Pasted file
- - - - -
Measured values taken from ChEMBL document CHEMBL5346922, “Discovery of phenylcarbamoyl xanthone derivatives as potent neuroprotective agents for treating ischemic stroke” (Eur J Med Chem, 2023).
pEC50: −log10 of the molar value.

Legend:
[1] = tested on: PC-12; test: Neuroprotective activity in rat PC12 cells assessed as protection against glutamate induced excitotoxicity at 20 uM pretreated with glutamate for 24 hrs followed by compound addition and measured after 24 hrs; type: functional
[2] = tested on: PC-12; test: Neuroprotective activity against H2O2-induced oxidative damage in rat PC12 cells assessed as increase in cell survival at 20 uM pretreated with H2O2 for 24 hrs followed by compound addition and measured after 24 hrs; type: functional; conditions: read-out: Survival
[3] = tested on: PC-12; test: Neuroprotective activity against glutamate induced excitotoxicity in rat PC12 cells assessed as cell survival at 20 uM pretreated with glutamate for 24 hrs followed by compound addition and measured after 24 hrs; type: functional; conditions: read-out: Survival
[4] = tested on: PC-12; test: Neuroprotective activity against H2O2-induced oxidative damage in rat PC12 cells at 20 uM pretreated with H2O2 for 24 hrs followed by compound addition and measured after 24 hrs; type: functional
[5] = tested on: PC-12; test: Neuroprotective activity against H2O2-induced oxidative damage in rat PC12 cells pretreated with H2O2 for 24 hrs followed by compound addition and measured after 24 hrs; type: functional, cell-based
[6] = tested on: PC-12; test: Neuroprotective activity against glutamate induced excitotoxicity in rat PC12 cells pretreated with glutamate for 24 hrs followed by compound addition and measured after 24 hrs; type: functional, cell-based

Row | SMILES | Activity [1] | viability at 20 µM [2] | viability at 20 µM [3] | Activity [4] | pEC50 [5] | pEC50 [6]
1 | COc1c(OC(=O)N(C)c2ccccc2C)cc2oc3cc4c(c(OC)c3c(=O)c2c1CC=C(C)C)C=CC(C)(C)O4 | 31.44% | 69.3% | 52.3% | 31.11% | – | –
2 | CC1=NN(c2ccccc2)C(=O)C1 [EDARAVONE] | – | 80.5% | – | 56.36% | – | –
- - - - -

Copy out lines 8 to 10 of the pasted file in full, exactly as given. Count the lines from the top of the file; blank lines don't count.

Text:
[5] = tested on: PC-12; test: Neuroprotective activity against H2O2-induced oxidative damage in rat PC12 cells pretreated with H2O2 for 24 hrs followed by compound addition and measured after 24 hrs; type: functional, cell-based
[6] = tested on: PC-12; test: Neuroprotective activity against glutamate induced excitotoxicity in rat PC12 cells pretreated with glutamate for 24 hrs followed by compound addition and measured after 24 hrs; type: functional, cell-based

Row | SMILES | Activity [1] | viability at 20 µM [2] | viability at 20 µM [3] | Activity [4] | pEC50 [5] | pEC50 [6]